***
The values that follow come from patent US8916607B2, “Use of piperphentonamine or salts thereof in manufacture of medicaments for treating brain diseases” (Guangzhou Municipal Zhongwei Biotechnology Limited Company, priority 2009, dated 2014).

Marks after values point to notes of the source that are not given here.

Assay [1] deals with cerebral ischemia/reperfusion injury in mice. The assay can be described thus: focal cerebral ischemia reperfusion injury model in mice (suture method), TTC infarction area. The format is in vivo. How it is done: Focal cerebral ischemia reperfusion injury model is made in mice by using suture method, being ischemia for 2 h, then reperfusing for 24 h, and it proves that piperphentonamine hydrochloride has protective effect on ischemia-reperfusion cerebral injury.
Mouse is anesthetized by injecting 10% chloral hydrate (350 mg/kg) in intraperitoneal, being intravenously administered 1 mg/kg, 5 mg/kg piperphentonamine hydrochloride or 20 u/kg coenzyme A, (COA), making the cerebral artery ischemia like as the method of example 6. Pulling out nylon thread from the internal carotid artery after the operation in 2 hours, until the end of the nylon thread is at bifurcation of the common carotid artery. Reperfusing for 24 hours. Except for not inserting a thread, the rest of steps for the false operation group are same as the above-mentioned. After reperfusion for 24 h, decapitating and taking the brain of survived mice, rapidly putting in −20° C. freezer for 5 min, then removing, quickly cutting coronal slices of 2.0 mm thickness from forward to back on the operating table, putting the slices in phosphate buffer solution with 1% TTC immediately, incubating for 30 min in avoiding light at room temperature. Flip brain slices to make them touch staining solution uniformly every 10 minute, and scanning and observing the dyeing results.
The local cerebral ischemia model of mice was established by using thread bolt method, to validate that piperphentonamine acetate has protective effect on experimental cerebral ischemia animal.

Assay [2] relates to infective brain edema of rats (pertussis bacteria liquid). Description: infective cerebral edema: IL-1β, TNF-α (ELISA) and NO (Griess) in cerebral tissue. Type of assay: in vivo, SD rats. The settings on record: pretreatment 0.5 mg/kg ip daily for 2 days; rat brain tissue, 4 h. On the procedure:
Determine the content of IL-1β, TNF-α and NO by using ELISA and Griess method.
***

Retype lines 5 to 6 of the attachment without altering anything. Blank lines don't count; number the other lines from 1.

The local cerebral ischemia model of mice was established by using thread bolt method, to validate that piperphentonamine acetate has protective effect on experimental cerebral ischemia animal.

Assay [2] relates to infective brain edema of rats (pertussis bacteria liquid). Description: infective cerebral edema: IL-1β, TNF-α (ELISA) and NO (Griess) in cerebral tissue. Type of assay: in vivo, SD rats. The settings on record: pretreatment 0.5 mg/kg ip daily for 2 days; rat brain tissue, 4 h. On the procedure: